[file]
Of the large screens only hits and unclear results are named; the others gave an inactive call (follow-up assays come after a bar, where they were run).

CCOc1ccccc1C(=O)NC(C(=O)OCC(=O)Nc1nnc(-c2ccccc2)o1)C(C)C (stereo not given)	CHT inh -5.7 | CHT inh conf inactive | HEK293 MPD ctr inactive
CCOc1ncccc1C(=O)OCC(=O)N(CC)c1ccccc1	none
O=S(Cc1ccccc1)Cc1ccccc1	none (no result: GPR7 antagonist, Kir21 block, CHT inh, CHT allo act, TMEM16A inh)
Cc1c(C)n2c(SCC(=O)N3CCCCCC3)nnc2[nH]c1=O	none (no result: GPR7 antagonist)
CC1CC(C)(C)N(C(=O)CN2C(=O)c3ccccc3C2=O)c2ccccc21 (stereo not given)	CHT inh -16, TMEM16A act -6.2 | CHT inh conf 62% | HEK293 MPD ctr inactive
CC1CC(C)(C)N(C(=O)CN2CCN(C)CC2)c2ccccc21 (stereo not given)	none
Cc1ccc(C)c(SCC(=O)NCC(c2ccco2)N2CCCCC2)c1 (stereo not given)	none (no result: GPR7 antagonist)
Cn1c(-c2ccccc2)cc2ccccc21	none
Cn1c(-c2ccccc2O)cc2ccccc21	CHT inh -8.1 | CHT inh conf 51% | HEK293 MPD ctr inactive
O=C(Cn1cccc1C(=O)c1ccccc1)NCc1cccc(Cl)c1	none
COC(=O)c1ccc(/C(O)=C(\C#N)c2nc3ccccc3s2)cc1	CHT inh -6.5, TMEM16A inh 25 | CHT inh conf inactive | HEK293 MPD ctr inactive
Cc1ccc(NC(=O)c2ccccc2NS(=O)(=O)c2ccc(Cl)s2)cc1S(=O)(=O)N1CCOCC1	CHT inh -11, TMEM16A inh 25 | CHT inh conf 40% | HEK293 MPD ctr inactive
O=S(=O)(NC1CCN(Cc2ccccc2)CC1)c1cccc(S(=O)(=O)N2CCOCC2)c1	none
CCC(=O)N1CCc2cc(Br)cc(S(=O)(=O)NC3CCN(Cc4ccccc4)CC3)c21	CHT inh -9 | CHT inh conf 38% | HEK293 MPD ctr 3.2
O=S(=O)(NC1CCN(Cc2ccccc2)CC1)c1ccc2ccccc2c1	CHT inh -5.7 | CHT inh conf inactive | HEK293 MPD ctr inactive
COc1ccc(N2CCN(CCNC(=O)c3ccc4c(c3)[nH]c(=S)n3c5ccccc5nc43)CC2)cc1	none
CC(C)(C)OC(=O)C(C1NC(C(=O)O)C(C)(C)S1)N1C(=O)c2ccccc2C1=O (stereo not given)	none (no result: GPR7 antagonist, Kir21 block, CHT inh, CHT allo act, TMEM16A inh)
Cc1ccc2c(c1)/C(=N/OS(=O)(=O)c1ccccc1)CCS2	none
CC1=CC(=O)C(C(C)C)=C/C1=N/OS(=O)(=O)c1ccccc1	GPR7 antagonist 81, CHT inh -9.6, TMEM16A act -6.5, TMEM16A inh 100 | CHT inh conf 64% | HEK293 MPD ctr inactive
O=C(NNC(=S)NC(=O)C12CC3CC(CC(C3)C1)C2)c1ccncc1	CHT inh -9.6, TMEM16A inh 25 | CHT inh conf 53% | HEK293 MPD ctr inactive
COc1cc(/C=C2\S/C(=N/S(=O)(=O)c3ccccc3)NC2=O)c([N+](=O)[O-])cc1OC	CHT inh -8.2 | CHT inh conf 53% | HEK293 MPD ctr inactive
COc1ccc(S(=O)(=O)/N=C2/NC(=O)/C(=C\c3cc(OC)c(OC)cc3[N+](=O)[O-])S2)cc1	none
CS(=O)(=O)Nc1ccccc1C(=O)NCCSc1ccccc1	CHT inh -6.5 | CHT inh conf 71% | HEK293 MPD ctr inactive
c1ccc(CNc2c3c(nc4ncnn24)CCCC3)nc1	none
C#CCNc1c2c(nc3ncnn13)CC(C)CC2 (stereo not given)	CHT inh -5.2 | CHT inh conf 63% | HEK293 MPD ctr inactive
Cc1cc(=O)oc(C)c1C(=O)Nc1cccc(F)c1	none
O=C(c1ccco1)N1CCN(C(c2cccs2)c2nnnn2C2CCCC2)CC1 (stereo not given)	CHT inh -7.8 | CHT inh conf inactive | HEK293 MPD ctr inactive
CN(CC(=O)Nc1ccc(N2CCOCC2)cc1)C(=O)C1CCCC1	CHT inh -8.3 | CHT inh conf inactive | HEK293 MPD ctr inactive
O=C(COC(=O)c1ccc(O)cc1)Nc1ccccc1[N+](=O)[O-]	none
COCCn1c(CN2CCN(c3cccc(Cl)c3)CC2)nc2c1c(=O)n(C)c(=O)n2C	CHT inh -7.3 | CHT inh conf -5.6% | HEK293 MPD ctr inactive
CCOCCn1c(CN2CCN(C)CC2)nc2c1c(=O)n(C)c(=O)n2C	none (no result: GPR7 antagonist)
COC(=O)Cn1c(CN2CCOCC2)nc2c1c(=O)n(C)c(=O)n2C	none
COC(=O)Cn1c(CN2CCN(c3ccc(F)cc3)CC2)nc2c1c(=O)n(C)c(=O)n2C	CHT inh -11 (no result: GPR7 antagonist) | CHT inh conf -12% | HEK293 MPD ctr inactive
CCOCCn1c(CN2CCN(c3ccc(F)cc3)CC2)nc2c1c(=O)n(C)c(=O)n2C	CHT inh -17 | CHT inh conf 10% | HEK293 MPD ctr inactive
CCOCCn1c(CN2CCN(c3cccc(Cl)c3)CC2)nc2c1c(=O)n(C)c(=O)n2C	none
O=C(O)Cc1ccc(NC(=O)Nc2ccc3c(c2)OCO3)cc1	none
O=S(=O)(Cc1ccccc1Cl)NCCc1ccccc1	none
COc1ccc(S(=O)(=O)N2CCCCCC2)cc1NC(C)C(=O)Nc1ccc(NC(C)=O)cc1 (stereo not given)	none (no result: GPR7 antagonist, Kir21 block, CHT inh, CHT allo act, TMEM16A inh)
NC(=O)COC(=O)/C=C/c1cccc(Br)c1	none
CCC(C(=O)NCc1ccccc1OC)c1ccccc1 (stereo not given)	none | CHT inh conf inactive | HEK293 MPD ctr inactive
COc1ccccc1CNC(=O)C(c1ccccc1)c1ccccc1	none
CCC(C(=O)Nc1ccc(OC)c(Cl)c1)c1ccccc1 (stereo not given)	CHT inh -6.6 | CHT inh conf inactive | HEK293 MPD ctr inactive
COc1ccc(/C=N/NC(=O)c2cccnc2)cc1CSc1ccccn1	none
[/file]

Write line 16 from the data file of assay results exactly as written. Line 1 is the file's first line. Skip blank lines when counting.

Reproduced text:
O=S(=O)(NC1CCN(Cc2ccccc2)CC1)c1ccc2ccccc2c1	CHT inh -5.7 | CHT inh conf inactive | HEK293 MPD ctr inactive